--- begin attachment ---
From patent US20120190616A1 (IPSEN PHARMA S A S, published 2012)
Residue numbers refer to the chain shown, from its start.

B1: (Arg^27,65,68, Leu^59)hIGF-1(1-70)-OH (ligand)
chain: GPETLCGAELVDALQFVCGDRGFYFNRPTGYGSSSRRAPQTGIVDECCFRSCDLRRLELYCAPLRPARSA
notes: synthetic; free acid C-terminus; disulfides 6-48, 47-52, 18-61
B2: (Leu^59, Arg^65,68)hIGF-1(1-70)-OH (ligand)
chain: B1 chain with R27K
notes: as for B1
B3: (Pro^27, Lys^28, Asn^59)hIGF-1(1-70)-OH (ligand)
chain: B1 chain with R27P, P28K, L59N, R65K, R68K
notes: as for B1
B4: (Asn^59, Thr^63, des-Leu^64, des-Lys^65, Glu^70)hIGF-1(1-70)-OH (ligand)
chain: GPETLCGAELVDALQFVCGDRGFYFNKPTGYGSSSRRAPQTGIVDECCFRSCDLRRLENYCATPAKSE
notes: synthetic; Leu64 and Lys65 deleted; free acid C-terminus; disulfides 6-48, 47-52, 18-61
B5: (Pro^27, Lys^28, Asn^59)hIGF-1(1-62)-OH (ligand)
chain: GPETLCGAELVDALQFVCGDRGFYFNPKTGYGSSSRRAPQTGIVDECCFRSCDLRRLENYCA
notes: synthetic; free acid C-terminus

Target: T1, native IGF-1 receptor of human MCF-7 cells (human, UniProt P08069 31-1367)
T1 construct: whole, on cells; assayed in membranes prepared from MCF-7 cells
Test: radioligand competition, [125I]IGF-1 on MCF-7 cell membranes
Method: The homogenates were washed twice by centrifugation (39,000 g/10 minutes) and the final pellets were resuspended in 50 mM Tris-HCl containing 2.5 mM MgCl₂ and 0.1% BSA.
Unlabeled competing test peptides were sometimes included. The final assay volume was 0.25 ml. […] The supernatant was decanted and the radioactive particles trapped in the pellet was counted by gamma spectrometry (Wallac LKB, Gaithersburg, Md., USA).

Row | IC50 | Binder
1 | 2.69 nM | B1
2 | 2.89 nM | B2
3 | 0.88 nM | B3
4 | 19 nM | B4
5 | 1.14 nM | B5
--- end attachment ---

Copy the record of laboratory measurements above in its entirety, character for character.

From patent US20120190616A1 (IPSEN PHARMA S A S, published 2012)
Residue numbers refer to the chain shown, from its start.

B1: (Arg^27,65,68, Leu^59)hIGF-1(1-70)-OH (ligand)
chain: GPETLCGAELVDALQFVCGDRGFYFNRPTGYGSSSRRAPQTGIVDECCFRSCDLRRLELYCAPLRPARSA
notes: synthetic; free acid C-terminus; disulfides 6-48, 47-52, 18-61
B2: (Leu^59, Arg^65,68)hIGF-1(1-70)-OH (ligand)
chain: B1 chain with R27K
notes: as for B1
B3: (Pro^27, Lys^28, Asn^59)hIGF-1(1-70)-OH (ligand)
chain: B1 chain with R27P, P28K, L59N, R65K, R68K
notes: as for B1
B4: (Asn^59, Thr^63, des-Leu^64, des-Lys^65, Glu^70)hIGF-1(1-70)-OH (ligand)
chain: GPETLCGAELVDALQFVCGDRGFYFNKPTGYGSSSRRAPQTGIVDECCFRSCDLRRLENYCATPAKSE
notes: synthetic; Leu64 and Lys65 deleted; free acid C-terminus; disulfides 6-48, 47-52, 18-61
B5: (Pro^27, Lys^28, Asn^59)hIGF-1(1-62)-OH (ligand)
chain: GPETLCGAELVDALQFVCGDRGFYFNPKTGYGSSSRRAPQTGIVDECCFRSCDLRRLENYCA
notes: synthetic; free acid C-terminus

Target: T1, native IGF-1 receptor of human MCF-7 cells (human, UniProt P08069 31-1367)
T1 construct: whole, on cells; assayed in membranes prepared from MCF-7 cells
Test: radioligand competition, [125I]IGF-1 on MCF-7 cell membranes
Method: The homogenates were washed twice by centrifugation (39,000 g/10 minutes) and the final pellets were resuspended in 50 mM Tris-HCl containing 2.5 mM MgCl₂ and 0.1% BSA.
Unlabeled competing test peptides were sometimes included. The final assay volume was 0.25 ml. […] The supernatant was decanted and the radioactive particles trapped in the pellet was counted by gamma spectrometry (Wallac LKB, Gaithersburg, Md., USA).

Row | IC50 | Binder
1 | 2.69 nM | B1
2 | 2.89 nM | B2
3 | 0.88 nM | B3
4 | 19 nM | B4
5 | 1.14 nM | B5